A SHADOW WORLD

I read once that you get déjà vu when the two halves of your brain process things at different speeds: the right half a few seconds before the left, or vice versa. Science is probably my worst subject, so I didn’t understand the whole article, but that would explain the weird double feeling that it leaves you with, like the world is splitting in half—or you are.

That’s the way I feel, at least: like there’s a real me and a reflection of me, and I have no way of telling which is which.

The thing about déjà vu is that it has always passed really quickly—thirty seconds, a minute at most.

But this doesn’t pass.

Everything is the same: Eileen Cho squealing over her roses in first period and Samara Phillips leaning over and crooning, “He must really love you.” I pass the same people in the halls at the same time. Aaron Stern spills his coffee all over the hallway again, and Carol Lin starts screaming at him again.

Even her words are the same. “Were you dropped on your head one too many times or something?” I have to admit it’s pretty funny, even the second time around. Even when I feel like I’m crazy; even when I feel like I could scream.

But even weirder are the little blips and wrinkles, the things that have shifted around. Sarah Grundel, for example. On my way to second period I see her standing against a bank of lockers, twirling her goggles around her index finger and talking to Hillary Hale. As I walk by I catch just a bit of their conversation.

“…so excited. I mean, Coach says my time could still go down by a half second—”

“We have two weeks before the semis. You can totally do it.”

I stop dead when I hear this. Sarah sees me staring at her and gets really uncomfortable. She smoothes her hair and tugs on her skirt, which is riding up on her waist.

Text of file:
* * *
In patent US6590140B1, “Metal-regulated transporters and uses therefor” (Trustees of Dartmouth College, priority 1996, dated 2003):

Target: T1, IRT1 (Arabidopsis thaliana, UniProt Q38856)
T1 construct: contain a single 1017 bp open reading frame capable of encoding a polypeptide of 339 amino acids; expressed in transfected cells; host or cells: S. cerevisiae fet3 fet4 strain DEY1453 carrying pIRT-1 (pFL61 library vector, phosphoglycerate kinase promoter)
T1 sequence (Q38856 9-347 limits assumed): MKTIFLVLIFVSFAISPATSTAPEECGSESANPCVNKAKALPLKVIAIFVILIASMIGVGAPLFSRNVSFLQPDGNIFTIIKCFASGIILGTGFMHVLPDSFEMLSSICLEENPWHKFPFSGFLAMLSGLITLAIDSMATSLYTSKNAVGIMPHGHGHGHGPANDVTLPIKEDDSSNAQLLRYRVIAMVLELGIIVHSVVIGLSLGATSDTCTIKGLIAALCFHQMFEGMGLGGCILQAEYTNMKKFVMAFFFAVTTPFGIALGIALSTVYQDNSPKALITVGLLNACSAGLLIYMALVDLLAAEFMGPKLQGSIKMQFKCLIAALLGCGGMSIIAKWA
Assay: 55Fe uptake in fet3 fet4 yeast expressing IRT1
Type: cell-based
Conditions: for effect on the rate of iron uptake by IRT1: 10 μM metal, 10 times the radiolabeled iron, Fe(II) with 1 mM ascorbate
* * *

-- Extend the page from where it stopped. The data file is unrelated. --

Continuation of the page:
Then she waves.

“Hey, Sam,” she says. She pulls on her skirt again.

“Were you—” I take a deep breath to keep from stuttering like an idiot. “Were you just talking about semifinals? For swim team?”

“Yeah.” Sarah’s face lights up. “Are you going to come?”

Even though I’m freaking out, it still occurs to me that this is a really stupid question. I’ve never gone to a swim meet in my life, and the idea of sitting on a slimy tile floor and watching Sarah Grundel splash around in a bathing suit is about as appealing as the chow mein from Hunan Kitchen. To be honest, the only sporting event I ever go to is homecoming, and after four years I still don’t understand any of the rules. Lindsay usually brings a flask of something for the four of us to share, so that could have something to do with it.

“I thought you weren’t competing.” I try hard to act casual. “I heard some rumor…like maybe you were late and the coach freaked out….”

“You heard a rumor? About me?” Sarah’s eyes go wide and she looks like I just handed her a winning lotto ticket. I guess she’s of the “no press is bad press” philosophy.

“I guess I was wrong.” I think of seeing her car in the third-to-last spot and feel heat flood my face. Of course she wasn’t late today. Of course she’s still competing. She didn’t have to walk from Upper Lot today. She was late yesterday .

My head starts pounding and suddenly I just want to get out of there.

Hillary’s looking at me strangely. “Are you okay? You look really pale.”

“Yeah. Fine. Bad sushi last night.” I put one hand on the lockers to steady myself. Sarah starts babbling about the time she got food poisoning from the mall, but I’m already walking away, feeling like the hallway is rolling and buckling underneath me.

Déjà vu. It’s the only explanation.

If you repeat something enough, you can almost make yourself believe it.

I’m feeling so shaken up I almost forget that Ally’s waiting for me in the bathroom by the science wing. I go into the stall and flip the lid of a toilet down and just sit there, only half listening while she babbles. I remember something Mrs. Harbor once said on one of her crazy tangents in English: that Plato believed that the whole world—everything we can see—was just like shadows on a cave wall. We can’t actually see the real thing, the thing that’s casting the shadow in the first place. I have that feeling now, of being surrounded by shadows, like I’m seeing the impression of the thing before the thing itself.

“Hello? Are you even listening to me?”

Ally rattles the door and I look up, startled. I notice AC=WT scrawled on the inside of the door. Below it a smaller note reads: Go back to the trailer, ho.

“You said pretty soon you’d have to shop for bras in the maternity section,” I say automatically. Of course I wasn’t really listening. Not this time, anyway.